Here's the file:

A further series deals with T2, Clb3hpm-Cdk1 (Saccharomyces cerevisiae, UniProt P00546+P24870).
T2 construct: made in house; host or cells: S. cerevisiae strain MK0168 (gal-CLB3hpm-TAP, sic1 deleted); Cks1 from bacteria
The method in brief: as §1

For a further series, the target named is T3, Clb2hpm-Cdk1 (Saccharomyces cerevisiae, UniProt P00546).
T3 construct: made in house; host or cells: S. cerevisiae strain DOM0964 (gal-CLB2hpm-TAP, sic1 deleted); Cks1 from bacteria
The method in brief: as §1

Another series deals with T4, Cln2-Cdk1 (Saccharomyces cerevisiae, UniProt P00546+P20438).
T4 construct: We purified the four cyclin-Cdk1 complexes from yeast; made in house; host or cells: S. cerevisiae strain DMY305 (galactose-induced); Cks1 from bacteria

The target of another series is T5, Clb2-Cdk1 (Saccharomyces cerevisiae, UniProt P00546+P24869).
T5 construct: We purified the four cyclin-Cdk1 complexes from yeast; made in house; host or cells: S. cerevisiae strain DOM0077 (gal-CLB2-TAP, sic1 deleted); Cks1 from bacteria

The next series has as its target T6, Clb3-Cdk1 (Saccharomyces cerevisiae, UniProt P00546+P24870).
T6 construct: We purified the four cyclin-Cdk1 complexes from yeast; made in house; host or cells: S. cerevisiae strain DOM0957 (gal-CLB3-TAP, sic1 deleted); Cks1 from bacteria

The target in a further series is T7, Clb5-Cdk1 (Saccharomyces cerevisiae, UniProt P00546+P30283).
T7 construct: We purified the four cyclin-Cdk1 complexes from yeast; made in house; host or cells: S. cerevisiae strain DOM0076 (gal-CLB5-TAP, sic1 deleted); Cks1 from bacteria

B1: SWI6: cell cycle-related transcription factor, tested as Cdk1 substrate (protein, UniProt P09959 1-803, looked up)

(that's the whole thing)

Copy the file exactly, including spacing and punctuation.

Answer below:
A further series deals with T2, Clb3hpm-Cdk1 (Saccharomyces cerevisiae, UniProt P00546+P24870).
T2 construct: made in house; host or cells: S. cerevisiae strain MK0168 (gal-CLB3hpm-TAP, sic1 deleted); Cks1 from bacteria
The method in brief: as §1

For a further series, the target named is T3, Clb2hpm-Cdk1 (Saccharomyces cerevisiae, UniProt P00546).
T3 construct: made in house; host or cells: S. cerevisiae strain DOM0964 (gal-CLB2hpm-TAP, sic1 deleted); Cks1 from bacteria
The method in brief: as §1

Another series deals with T4, Cln2-Cdk1 (Saccharomyces cerevisiae, UniProt P00546+P20438).
T4 construct: We purified the four cyclin-Cdk1 complexes from yeast; made in house; host or cells: S. cerevisiae strain DMY305 (galactose-induced); Cks1 from bacteria

The target of another series is T5, Clb2-Cdk1 (Saccharomyces cerevisiae, UniProt P00546+P24869).
T5 construct: We purified the four cyclin-Cdk1 complexes from yeast; made in house; host or cells: S. cerevisiae strain DOM0077 (gal-CLB2-TAP, sic1 deleted); Cks1 from bacteria

The next series has as its target T6, Clb3-Cdk1 (Saccharomyces cerevisiae, UniProt P00546+P24870).
T6 construct: We purified the four cyclin-Cdk1 complexes from yeast; made in house; host or cells: S. cerevisiae strain DOM0957 (gal-CLB3-TAP, sic1 deleted); Cks1 from bacteria

The target in a further series is T7, Clb5-Cdk1 (Saccharomyces cerevisiae, UniProt P00546+P30283).
T7 construct: We purified the four cyclin-Cdk1 complexes from yeast; made in house; host or cells: S. cerevisiae strain DOM0076 (gal-CLB5-TAP, sic1 deleted); Cks1 from bacteria

B1: SWI6: cell cycle-related transcription factor, tested as Cdk1 substrate (protein, UniProt P09959 1-803, looked up)